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So, I've noticed some tartar build-up on Rascal's teeth lately, and I was thinking about swapping out his usual rawhides/chew sticks for some raw meaty bones to help clean his teeth.

I've browsed through the forums, but a lot of the recommendations tend to be as a part of a full raw diet, rather than specifically dental/recreational so I wanted some additional info. (But if I totally missed an ultra important post on this same subject, I'm sorry for making a new thread)

There were several mentions of chicken wings as a good size for small dogs (Rascal is only about 10lbs) but I'm still a bit concerned about him swallowing them whole, and I'm not sure those are large enough to really chew on. Obviously I'm going to supervise him the entire time, but I'm still concerned. He eats like a boa constrictor sometimes.

There were several 12 packs of chicken legs at the store for $2 or so which might work as a starting point, but I've read that weight bearing bones are a no no. Or is that only referring to larger animals?

Any other suggestions of specific bones I should look for that will be appropriate for a dog his size while keeping his teeth clean? There are plenty of butchers/farmers/feed stores around here, so I should have a lot of options.
 

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I don't have a lot of experience with a dog this small. My dog was that big when he was maybe 10 weeks and now he is 75 pounds and growing. I just want to put my advice in context.

For dental health, you could feed supplemental raw meaty bones. This would be raw meat with enzymes and digestible bone that he can chew on, break and swallow. What I would try is some chicken necks, chicken wings, or chicken ribs. Cornish game hens would also have small bones throughout.

I believe the idea behind avoiding "weight bearing" bones applies to bones you expect the dog to break and consume. The two problems are size and hardness or stiffness. In the case of a aged animal, a weight bearing bone might have grown rigid and hard over a long time. In the case of chickens raised commercially for slaughter, this doesn't apply because the full grown chickens are slaughtered at only several months age. Those bones, even the large ones, are quite soft. Nevertheless, if you want to introduce digestible bones to a 10 pound dog, I would start with something smaller than the drumstick or thigh which have some fairly large joint knobs.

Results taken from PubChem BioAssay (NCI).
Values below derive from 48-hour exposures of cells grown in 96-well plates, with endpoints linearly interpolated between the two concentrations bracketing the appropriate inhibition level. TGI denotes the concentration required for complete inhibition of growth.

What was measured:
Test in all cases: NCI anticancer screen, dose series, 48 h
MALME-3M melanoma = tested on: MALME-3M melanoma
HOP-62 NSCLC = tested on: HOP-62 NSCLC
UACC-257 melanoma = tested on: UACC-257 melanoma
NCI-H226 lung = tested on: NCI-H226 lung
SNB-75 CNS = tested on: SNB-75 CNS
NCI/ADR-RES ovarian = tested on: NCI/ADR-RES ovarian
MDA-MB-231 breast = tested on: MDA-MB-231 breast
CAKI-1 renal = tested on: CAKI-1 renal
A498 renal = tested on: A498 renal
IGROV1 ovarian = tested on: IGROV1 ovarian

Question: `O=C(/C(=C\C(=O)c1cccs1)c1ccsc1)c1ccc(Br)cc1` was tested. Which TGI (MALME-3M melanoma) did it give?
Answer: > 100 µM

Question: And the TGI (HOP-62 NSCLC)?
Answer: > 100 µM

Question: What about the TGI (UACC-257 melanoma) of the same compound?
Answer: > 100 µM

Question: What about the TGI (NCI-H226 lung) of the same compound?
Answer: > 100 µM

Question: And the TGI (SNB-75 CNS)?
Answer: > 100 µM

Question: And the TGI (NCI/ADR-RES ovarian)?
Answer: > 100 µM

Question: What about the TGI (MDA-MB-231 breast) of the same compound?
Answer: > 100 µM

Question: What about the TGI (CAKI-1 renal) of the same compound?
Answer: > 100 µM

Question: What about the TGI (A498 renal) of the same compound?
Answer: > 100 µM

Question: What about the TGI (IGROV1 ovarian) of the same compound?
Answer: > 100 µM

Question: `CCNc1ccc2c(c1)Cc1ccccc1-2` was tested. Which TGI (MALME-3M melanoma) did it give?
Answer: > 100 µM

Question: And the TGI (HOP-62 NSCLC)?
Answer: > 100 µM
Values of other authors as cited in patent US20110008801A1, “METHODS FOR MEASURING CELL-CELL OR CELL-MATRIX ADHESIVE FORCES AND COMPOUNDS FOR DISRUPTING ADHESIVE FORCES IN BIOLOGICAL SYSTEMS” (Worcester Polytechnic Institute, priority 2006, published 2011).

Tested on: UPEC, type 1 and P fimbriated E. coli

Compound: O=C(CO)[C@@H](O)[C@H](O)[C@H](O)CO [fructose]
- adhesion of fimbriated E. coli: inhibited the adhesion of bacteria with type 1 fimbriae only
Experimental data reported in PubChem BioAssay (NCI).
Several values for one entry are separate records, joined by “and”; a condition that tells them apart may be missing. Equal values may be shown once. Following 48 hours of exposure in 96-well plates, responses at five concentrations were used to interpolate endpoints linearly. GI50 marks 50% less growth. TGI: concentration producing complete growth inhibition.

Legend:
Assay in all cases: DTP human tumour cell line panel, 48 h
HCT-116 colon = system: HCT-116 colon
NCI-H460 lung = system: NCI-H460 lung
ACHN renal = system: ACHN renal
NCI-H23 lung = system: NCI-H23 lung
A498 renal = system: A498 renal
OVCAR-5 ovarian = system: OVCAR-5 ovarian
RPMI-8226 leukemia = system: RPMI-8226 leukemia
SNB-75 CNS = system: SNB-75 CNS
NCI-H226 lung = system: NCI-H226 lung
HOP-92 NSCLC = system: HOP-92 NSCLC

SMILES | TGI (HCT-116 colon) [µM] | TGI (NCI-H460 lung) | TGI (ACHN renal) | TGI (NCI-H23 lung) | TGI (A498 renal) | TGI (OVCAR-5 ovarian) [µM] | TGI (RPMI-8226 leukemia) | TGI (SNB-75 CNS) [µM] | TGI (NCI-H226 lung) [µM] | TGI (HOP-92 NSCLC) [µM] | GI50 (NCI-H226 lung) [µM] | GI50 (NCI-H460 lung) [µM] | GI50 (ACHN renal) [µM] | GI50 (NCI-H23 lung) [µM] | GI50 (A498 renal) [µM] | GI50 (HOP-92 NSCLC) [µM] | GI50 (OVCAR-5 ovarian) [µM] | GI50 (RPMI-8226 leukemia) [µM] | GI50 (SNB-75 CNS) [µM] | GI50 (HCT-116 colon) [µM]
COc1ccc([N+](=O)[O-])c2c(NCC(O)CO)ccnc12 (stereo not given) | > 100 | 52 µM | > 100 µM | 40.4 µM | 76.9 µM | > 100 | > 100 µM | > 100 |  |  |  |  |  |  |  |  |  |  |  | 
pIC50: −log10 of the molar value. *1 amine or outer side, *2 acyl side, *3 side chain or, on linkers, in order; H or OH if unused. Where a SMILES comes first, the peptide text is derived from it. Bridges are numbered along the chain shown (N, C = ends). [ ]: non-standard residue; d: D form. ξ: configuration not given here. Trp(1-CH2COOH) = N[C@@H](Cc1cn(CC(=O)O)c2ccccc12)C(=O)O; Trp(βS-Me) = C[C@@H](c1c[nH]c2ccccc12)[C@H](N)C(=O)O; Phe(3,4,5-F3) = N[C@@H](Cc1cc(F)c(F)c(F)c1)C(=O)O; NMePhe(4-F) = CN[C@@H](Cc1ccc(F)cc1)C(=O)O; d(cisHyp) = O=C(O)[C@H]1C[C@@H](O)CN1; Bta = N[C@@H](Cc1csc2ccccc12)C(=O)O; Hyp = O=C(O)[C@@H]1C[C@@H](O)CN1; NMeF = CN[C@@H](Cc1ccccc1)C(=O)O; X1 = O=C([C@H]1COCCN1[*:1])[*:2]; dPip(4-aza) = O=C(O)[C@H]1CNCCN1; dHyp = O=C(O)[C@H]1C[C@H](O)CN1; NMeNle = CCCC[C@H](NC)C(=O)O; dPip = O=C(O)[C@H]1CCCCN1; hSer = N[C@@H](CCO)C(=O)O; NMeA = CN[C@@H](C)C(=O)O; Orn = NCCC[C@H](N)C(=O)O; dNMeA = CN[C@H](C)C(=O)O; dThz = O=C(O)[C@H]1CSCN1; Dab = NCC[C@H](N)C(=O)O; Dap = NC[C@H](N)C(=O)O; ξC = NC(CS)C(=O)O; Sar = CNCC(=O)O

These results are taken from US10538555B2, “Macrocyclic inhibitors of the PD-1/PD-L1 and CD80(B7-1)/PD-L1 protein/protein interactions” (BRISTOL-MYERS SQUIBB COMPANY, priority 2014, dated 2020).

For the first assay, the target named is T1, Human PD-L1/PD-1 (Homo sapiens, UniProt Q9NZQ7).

You could also feed recreational bones for gnawing on without expecting the dog to break or digest the bone. In that case, look for "soup bones" which are usually a large bone like a cow femur that has been cut with a bandsaw by the butcher. These can be enormous for a 10 pound dog but if he likes it you know he's not going to choke on it. I would also look for "marrow bones." These are similarly large bones that have been sliced like little steaks. They're usually about an inch or inch and a half thick and have thin layer of meat and connective tissue on the outside. Inside is the marrow. They're usually 2-3 inches diameter and would be perfect for any dog to gnaw on. Gnawing scrapes their teeth and the enzymes on the meat and bone when it's fresh can help too. My dog knocks the marrow out and eats it, then cleans the bone until it's polished white.

Another cut I would love to feed my dog is oxtail. I don't because for whatever reason it's nearly $6 a pound at my butcher. My wife makes a soup with it but at best the dog gets to smell it. It could be great for a small dog. The smaller vertabrae could be swallowed, the larger could be gnawed on.
 

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For dental health I would choose less meaty options. Oxtail is good for dogs that size. So are pork neck bones, beef rib bones, and turkey necks. Also like you mention, Bart, the sliced bones for soup may be a good option for a dog that size.

Be aware that marrow is an EXTREMELY rich food. Be careful with bones with large marrow cavities with small dogs. Diarrhea or Pancreatitis can result from consumption of a large amount of fat, especially if the dog is not used to it.

I would also recommend you get a good digestive support supplement, and start your dog on this several days before you plan to offer the raw bones. These supplements increase and support the natural flora of the digestive system in dogs. Most dogs benefit from them, with less gas, and better utilization of the food they consume. I happen to use one made by Nature's Farmacy, but there are several good ones out there made by different companies. This will ensure your dog does not experience any digestive upset from the fresh meat.
 

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Discussion Starter #4
Thanks for the tips! I'll check to see what oxtail goes for (and some of the other options), and look into some digestive suplements.
 
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